Meanstream heroism is that of spirit. Our mean-heroine this month is literally standing in front of a gun barrel because of her ideas. She wants her human rights. The right to live, to go outside, to have an education. If she does not act, there will be only obligations and prejudices in her life, but no rights. Gender prejudices are common in the Arab world but this girl’s story is something more. Pakistan is the country ranked as the 2nd worldwide in terms of girls dropping from school. Women are viewed as baby factories, scapegoats for a sociopathic and paranoid society.

a hospital in Birmingham, after the bullet was removed from her head. Here there is a crossroad in her story. Bullets can silence someone but will not stop the earth from spinning. Bullets won’t stop ideas to be voiced and they surely won’t stop Malala. As TV programs are filled with useless information, girls like Malala continue their struggle. What the Talibans are going to discover is that the most dangerous person is one who has nothing to loose.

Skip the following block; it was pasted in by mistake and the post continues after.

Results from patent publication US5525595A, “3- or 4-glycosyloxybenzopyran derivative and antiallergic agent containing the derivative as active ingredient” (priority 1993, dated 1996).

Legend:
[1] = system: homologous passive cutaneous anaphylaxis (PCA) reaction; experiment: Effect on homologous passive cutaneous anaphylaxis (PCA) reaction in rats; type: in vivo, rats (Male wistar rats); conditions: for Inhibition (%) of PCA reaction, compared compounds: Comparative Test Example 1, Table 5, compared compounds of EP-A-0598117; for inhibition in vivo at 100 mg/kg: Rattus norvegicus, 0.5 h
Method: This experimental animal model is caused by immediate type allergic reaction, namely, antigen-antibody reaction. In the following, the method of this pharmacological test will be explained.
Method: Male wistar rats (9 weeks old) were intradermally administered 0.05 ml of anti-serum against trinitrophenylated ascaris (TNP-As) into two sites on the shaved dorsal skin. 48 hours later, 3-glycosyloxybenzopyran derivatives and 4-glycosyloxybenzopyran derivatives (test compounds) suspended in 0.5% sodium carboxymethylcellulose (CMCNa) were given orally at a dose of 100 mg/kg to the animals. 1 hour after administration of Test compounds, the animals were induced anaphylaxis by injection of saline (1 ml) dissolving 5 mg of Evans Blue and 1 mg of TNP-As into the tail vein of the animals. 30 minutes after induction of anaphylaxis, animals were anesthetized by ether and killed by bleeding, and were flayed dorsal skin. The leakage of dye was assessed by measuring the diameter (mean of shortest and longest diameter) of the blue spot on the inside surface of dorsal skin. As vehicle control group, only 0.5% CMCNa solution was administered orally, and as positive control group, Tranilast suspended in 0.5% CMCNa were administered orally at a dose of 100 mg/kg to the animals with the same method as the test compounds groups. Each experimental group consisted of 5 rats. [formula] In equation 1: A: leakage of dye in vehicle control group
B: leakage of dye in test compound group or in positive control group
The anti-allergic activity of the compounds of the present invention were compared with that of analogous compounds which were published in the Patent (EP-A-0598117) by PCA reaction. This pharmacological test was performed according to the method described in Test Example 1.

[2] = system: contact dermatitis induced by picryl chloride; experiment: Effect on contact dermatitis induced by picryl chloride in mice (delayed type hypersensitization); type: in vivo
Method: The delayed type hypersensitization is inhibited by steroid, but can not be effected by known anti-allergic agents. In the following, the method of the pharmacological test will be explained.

The underaged Malala Yousafzai began her blog, when the Taliban were rulers of her home place in the valley of Swat, Northwestern Pakistan. In a place where men were required to grow beards and women were forbidden to go out of their houses, internet is the final frontier for little freedom. This is when Malala started writing for BBC. At this moment women’s rights in Pakistan fell on the shoulders of a 13 year old girl, who revealed to the west the underlying reality. She wanted to move out of the dark, but the darkness engulfed her when an unknown gunman stopped the school bus she was in. Then she got a bullet in her head. The Taliban admitted to this atrocity, it was just part in the big puzzle of violence and hopelessness that are being drawn like a red X on everybody who got in their way. This mark is the reason why another girl Hina Kahn is afraid to go outside. Days before the shooting of Malala, the red mark X, was drawn on the door of Hina’s home. She had publicly stood for women’s rights in Pakistan. She publicly protested against the Taliban fanaticism and the destruction of over 200 schools in 2007. Hina was next. The question is how do you raise your voice in place like this? Where do you get all this courage being only 15 years old? But Malala lives. She is now recovering in